This time I want to tell you about hidden treasures that may be sunk in the sea surrounding the Dominican Republic, and when I refer to treasures, I don’t mean figuratively, I mean literally gold and very valuable objects.
Days before I had a wonderful trip to the north coast of the Dominican Republic, to my father’s hometown, on the way there my father told me a story that I must have heard a million times since I was a child.
My father, who is a person raised practically on the seashore, has always told me how on several occasions he has found historical objects submerged not far off the coast of Playa Grande, in the north of the Dominican Republic.
Specifically, my dad told me that he and his companions found many cannonballs submerged in the sea, this always kept me captivated.
I know, from stories told, that the Dominican Republic as well as many Caribbean islands, was a route of pirate and privateer ships that transited with a lot of valuable merchandise, and many of these ships sank at sea with precious treasures.
It is very likely that in the Caribbean Sea surrounding the Dominican Republic, there are great treasures valued in millions of dollars, and this is not a fantasy, it is something supported with historical data.
In fact, there are many international companies that are dedicated to search the seas of the Caribbean, looking for treasures and objects of great historical value.
Known shipwrecks in the Dominican Republic
The waters of the Dominican Republic are rich for underwater archeology, a discipline that studies the remains that have been submerged underwater.
Since the late 1970s, when the Underwater Archaeological Rescue Commission (today the Office of Underwater Cultural Heritage) was created, the country has worked on the salvage of various shipwrecks.
One of the most famous was that of the galleons “Nuestra Señora de Guadalupe” and “Conde de Tolosa”, wrecked in 1724 in Samaná with a cargo of mercury coming from Spain.
The salvage of these ships, known as the Ruta del Azogue, was carried out between 1976 and 1977. Around the same time, the remains of the “Scipión”, a French warship that sank in 1782 in the waters of Miches, were recovered.
The “Concepción” galleon itself has already been explored on other occasions, but as diving technologies are perfected, it is possible to reach and work where it was impossible before.
People in villages in the Dominican Republic discover ships wrecks
The initial story of my dad and his friends finding cannonballs is something apparently very common in the Dominican Republic.
Generally, people in towns with a long tradition of fishing have found various sunken ships and objects of historical value.
Maybe they are not treasures because of their material value, but they do have a great historical value, the problem is that these objects should be preserved and treated in a special way, if some unconscious person takes them out they can be totally ruined.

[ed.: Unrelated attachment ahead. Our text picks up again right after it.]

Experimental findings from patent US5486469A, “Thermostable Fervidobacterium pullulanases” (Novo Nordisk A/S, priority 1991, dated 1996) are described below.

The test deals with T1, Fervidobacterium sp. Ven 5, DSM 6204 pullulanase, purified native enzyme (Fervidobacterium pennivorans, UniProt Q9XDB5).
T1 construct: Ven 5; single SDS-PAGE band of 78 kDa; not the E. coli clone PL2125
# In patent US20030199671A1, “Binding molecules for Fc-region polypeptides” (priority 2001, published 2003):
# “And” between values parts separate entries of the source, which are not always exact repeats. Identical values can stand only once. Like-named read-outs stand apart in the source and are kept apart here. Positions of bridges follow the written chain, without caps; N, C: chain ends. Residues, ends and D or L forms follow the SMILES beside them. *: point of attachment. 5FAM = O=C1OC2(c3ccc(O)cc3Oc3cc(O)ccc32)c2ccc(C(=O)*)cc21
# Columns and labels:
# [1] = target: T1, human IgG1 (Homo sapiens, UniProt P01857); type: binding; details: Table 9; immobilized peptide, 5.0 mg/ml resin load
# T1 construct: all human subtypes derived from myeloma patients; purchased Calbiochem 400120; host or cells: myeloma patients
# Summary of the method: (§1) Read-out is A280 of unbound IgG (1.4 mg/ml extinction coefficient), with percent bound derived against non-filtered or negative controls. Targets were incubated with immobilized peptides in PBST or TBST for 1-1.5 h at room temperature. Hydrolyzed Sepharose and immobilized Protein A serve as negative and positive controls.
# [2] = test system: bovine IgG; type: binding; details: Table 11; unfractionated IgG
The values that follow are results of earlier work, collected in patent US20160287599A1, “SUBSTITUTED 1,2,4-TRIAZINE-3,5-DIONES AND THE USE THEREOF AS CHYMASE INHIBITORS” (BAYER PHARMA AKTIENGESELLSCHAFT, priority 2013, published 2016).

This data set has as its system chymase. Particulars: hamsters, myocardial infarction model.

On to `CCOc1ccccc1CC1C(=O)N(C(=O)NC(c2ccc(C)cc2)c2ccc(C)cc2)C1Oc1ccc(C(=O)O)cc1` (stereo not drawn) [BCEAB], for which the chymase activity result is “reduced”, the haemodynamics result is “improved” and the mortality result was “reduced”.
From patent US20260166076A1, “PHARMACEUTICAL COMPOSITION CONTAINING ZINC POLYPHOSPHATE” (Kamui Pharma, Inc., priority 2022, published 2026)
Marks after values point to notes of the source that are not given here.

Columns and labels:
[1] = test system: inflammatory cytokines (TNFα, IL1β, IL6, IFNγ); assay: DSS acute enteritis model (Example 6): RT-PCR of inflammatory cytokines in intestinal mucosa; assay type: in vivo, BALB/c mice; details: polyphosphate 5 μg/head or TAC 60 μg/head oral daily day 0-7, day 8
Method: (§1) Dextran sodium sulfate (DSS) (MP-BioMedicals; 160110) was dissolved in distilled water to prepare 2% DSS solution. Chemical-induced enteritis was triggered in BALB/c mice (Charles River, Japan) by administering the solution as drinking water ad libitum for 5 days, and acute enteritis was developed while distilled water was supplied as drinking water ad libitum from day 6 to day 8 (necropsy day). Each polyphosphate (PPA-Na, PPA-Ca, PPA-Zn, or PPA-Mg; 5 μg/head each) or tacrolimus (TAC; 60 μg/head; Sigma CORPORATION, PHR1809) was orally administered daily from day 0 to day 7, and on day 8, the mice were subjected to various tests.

There have been documented cases of many villagers in the Dominican Republic finding various objects of historical value, such as cannonballs, anchors, and various objects from sunken ships.
The story of the corsair Francis Drake’s plunder of the Dominican Republic
This story has always fascinated me, not that it involves sunken treasure, but rather great looting of the city of Santo Domingo many years ago.
Francis Drake was an English privateer who attacked the city of Santo Domingo hundreds of years ago, after having “taken over” the city’s checkpoints,
“If you want me to leave, you have to pay me.”
So they finally ended up paying him a large amount of gold, additional Drake stole the cathedral bells, and much more.
Not that I was present or anything like that, but there are historical records of everything that happened, this whole story reminds me faithfully of a series I saw not long ago called “Vikings”, where they did just that.
The golden galleon found in the Caribbean sea
It turns out that not many years ago, the Spanish galleon San José was found to have sunk off the Colombian coast of Cartagena de Indias with tons of gold and silver more than 300 years ago.
The legendary galleon San José, and its sister ship, the San Joaquín, were built at the end of the 17th century in the shipyards of Mapil, near San Sebastián (Basque Country), and at the time of its sinking by an English fleet, on Friday, June 8, 1708, it was loaded with about 11 million eight escudos in gold and silver, according to historians.
On Friday, November 27, 2015, after a joint effort by the Colombian Institute of Anthropology and History (Icanh), the Colombian Navy and a team of international scientists, an archaeological site corresponding to the San José galleon was found in the vicinity of the Caribbean Coast.
The find is considered one of the most important in recent years and promises to reveal details of the economic, social and cultural history of its time.
However, it has not yet been possible to clarify all the rules of the game for its exploration, intervention, conservation and dissemination. So far, the only certainty is that it is a very long-term project.